What does it say?
Elijah, one of the Bible’s great personalities, bursts onto the scene of history and boldly predicts three years of drought (1Ki 17) in response to the evil of Ahab’s reign. To protect Elijah and provide for him, God sends him to the brook Cherith and uses ravens to care for him. Later, when the brook dries up completely in the draught, God directs him to a widow’s home in Zarephath where he miraculously multiplies her food and Elijah restores her son to life.
The second of three Elijah stories is his contest with the prophets of Baal on Mt. Carmel (1Ki 18). Elijah meets with faithful Obadiah, who in turn arranges a meeting with Ahab to challenge his prophets of Baal. Elijah demonstrates Jehovah’s power and the impotence of Baal as he calls fire down from God in Heaven to light the water-soaked wood on an altar. With the assistance of people who had seen this power display, Elijah kills the prophets of Baal and announces the end of the drought.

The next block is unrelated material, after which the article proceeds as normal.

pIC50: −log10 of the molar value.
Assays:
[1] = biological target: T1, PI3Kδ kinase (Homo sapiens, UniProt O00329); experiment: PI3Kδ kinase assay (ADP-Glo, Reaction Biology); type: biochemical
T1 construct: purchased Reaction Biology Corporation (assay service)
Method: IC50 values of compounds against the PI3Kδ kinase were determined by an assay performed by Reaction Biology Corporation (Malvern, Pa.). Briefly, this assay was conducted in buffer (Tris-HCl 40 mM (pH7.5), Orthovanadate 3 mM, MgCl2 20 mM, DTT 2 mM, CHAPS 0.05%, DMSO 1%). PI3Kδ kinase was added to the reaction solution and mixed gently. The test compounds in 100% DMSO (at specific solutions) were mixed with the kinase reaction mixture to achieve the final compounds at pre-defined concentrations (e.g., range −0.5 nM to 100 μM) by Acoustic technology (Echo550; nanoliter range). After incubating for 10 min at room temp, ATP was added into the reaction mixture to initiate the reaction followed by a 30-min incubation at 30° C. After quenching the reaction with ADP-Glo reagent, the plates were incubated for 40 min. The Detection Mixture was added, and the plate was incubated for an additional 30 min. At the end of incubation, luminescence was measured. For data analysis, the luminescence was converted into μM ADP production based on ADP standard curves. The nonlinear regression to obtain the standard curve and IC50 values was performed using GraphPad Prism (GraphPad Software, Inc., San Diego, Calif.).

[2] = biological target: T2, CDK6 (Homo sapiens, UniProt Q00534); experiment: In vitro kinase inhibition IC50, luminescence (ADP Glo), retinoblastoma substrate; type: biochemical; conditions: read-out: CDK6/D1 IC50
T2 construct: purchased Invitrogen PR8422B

The pressure of these events overcomes Elijah and he enters into a deep depression driving him to Mt. Horeb (Sinai) where he has an encounter with God (1Ki 19). God then promises to continue his work that he began through Elijah by instructing him to anoint Elisha as his successor that in turn will anoint Hazael to be king over Syria and Jehu to be king over Israel.
What does it mean?
God chooses a drought to come upon Israel because Baal was considered to control weather. This is the beginning of events to clearly demonstrate the omnipotence of the true God and the impotence of Baal. At whatever moment in history and no matter how evil or idolatrous society becomes, God will glorify his name by demonstrating the reality of his power and that he always has faithful servants to do his will and carry out his mission.
In many ways Elijah represents the future ministry of Jesus confronting the sins of God’s people. Anointing Elisha as his successor is not necessarily punishment for having wrestled with doubt and depression, but rather the beginning of a new phase of prophetic ministry. Elijah boldly confronts apostasy and still has significant ministry remaining in purging Baal worship. Elisha will bring a different emphasis and his ministry will primarily deal with God’s faithful remnant remaining in the land.
How will I respond?
Have I ever been overcome with depression and doubts? What lessons can I learn and apply from the example of God’s dealings with Elijah?